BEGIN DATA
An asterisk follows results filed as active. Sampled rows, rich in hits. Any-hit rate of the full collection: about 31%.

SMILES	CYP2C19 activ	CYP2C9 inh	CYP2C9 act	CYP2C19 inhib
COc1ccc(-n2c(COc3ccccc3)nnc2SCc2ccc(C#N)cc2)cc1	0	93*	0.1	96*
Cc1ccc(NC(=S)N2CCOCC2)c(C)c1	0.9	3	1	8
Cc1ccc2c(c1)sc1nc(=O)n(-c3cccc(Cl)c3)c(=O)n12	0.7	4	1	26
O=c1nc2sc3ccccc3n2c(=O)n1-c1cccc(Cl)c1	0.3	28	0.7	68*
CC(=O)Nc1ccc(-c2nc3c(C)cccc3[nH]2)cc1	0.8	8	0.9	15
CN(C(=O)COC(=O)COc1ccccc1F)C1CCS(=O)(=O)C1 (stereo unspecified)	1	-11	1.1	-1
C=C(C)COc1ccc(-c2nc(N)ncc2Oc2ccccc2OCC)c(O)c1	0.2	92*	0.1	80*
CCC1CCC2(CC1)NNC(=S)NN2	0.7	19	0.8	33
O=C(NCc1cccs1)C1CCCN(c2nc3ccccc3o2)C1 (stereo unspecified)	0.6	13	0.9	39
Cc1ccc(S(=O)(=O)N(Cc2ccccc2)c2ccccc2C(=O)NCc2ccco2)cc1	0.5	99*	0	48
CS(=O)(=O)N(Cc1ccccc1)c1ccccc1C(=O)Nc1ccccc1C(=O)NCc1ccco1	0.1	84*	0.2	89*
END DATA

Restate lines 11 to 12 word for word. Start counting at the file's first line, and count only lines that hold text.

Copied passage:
O=C(NCc1cccs1)C1CCCN(c2nc3ccccc3o2)C1 (stereo unspecified)	0.6	13	0.9	39
Cc1ccc(S(=O)(=O)N(Cc2ccccc2)c2ccccc2C(=O)NCc2ccco2)cc1	0.5	99*	0	48